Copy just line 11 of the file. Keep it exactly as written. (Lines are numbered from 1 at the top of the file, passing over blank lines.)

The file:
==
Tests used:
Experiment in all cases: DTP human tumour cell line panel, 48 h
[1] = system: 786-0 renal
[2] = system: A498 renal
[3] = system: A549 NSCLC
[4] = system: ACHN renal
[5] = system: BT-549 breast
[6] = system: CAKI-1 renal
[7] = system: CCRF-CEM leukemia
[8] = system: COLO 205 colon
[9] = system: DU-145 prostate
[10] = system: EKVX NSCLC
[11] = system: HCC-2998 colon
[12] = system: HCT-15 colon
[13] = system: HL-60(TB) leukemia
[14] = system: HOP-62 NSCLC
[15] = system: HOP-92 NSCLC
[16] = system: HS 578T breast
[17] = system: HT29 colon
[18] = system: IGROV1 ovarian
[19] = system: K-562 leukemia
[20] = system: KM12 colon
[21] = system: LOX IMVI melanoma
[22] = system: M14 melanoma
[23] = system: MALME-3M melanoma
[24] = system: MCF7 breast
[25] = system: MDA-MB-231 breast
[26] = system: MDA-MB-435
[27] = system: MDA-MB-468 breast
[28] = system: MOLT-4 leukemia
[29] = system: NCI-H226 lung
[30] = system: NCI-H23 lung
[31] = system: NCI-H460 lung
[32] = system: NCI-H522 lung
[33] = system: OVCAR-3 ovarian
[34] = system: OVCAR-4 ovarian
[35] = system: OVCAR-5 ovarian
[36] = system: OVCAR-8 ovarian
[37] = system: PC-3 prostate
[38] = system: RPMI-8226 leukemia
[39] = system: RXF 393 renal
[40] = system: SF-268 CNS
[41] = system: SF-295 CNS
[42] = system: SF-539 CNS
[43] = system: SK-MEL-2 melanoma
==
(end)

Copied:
[9] = system: DU-145 prostate